Indeed, when it comes to pumpkins, there are two distinct types that serve specific purposes: carving pumpkins and eating pumpkins. These two varieties not only differ in appearance but also in taste and texture, making them well-suited for their respective roles in Halloween festivities and culinary delights.

Carving pumpkins, also known as Jack-o’-lantern pumpkins, are typically larger in size and have a thicker, more rigid skin. They are primarily grown for their suitability in carving intricate designs and spooky faces during the Halloween season. Their large, hollow interior makes it easy to scoop out the pulp and seeds to create the perfect canvas for crafting a lantern that will light up the night. While carving pumpkins aren’t typically chosen for their flavor, their seeds can be roasted into a tasty snack, adding a touch of savory delight to the pumpkin carving tradition.

On the other hand, eating pumpkins, often referred to as sugar or pie pumpkins, are smaller and more manageable in size compared to their carving counterparts. These pumpkins have a tender, sweet flesh that is perfect for culinary creations. Their smooth texture and rich flavor make them the preferred choice for making classic autumn dishes like pumpkin pies, soups, and roasted pumpkin cubes. The flesh of eating pumpkins is often deeper in color and sweeter in taste, making them an essential ingredient in many beloved fall recipes. So, while carving pumpkins take center stage in Halloween decor, eating pumpkins steal the show in the kitchen, contributing to the delectable flavors of the season.

Black Cats

The association of black cats and spookiness actually dates all the way back to the Middle Ages, when these dark kitties were considered a symbol of the Devil. It didn’t help the felines’ reputations when, centuries later, accused witches were often found to have cats, especially black ones, as companions. People started believing that the cats were a witch’s “familiar”—animals that gave them an assist with their dark magic—and the two have been linked ever since.

Currently, I am the proud owner of two entirely black cats, and I take great pleasure in lifting the window blinds to let in the daylight, allowing the cheerful sounds of children’s laughter to filter into the room. Their joy is evident as they excitedly point towards Nico and Ka’iulani, my two feline companions with jet-black fur. Regrettably, despite their striking appearance, both of my cats tend to be rather shy and skittish, often darting away to seek refuge and conceal themselves when confronted by the exuberant commotion.


Celtic people believed that during the festival Samhain, which marked the transition to the new year at the end of the harvest and beginning of the winter, spirits walked the Earth. Later, the introduction of All Souls Day on November 2 by Christian missionaries perpetuated the idea of a mingling between the living and the dead around the same time of year.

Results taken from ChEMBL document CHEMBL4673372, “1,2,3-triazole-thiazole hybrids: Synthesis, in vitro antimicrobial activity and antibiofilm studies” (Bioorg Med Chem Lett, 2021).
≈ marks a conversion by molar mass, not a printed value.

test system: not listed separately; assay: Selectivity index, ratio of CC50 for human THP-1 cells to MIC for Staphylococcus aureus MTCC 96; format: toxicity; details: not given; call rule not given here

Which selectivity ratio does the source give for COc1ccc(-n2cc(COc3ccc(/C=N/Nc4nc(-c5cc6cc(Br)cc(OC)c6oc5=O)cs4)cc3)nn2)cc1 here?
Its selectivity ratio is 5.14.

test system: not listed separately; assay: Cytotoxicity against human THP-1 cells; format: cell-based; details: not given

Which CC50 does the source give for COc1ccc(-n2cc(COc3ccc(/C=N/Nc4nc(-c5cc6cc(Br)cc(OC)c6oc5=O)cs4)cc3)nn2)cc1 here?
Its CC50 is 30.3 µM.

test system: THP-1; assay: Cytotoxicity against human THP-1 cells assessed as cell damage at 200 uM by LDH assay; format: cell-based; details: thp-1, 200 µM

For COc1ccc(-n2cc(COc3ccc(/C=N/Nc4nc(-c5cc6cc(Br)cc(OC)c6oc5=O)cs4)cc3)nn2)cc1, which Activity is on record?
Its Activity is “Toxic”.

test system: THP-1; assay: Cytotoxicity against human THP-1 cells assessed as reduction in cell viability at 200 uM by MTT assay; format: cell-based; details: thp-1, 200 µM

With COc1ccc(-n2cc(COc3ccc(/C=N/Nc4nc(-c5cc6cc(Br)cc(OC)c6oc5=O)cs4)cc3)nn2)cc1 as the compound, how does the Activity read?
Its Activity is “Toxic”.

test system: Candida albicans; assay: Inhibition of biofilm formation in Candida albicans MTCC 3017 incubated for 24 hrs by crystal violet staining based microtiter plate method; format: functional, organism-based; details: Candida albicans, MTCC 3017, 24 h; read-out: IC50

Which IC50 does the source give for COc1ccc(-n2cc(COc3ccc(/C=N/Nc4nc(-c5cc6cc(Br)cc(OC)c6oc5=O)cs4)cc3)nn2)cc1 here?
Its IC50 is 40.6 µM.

Ghosts and Halloween share an eerie and enchanting connection that has deep roots in folklore and tradition. Halloween, with its origins in ancient Celtic celebrations like Samhain, was believed to be a time when the veil between the living and the spirit world grew thin. It was thought that on this night, ghosts and other supernatural entities could more easily traverse the mortal realm. This belief has given rise to the timeless tradition of dressing up as ghosts and other spectral figures during Halloween festivities. As children and adults don ghostly costumes, it’s a nod to this age-old belief and a way to embrace the mysterious, ethereal side of the holiday. Whether it’s for playful scares or a deeper connection to the supernatural, ghosts continue to be an integral part of Halloween’s haunting allure.

Black and Orange

The classic Halloween colors can also trace their origins back to the Celtic festival Samhain. Black represented the “death” of summer while orange is emblematic of the autumn harvest season.

The association between black, orange, and Halloween is an iconic and visually striking combination that has become synonymous with the holiday. Black, symbolizing darkness, mystery, and the unknown, embodies the spooky and eerie aspects of Halloween. It conjures images of witches’ hats, haunted shadows, and the night that Halloween comes alive. In contrast, orange represents the vibrant colors of autumn, from the falling leaves to the harvest season. It symbolizes warmth and the cozy feeling of gathering around the bonfire or sipping on hot apple cider during crisp October nights.

Together, black and orange create a captivating and harmonious contrast, perfectly capturing the essence of Halloween: a celebration that blends the mysterious and the festive, the eerie and the comforting, into one enchanting holiday palette.


Bats and Halloween share an intriguing and somewhat spooky connection that adds to the mystique of the holiday. These nocturnal creatures, often associated with the darkness of the night, have become iconic symbols of Halloween. Whether they’re depicted as eerie silhouettes against the moonlit sky or as part of haunting decorations, bats lend an air of mystery and gothic charm to the festivities. The image of a bat in flight, with its wings outstretched, conjures thoughts of creatures that dwell in the shadows, perfectly fitting the ambiance of Halloween. As symbols of both fear and fascination, bats contribute to the captivating and enigmatic aura that surrounds this beloved holiday, making them an essential part of Halloween’s haunting allure.

It’s likely that bats were present at the earliest celebrations of proto-Halloween, not just symbolically but literally. As part of Samhain, the Celts lit large bonfires, which attracted insects. The insects, in turn, attracted bats, which soon became associated with the festival. Medieval folklore expanded upon the spooky connotation of bats with a number of superstitions built around the idea that bats were the harbingers of death.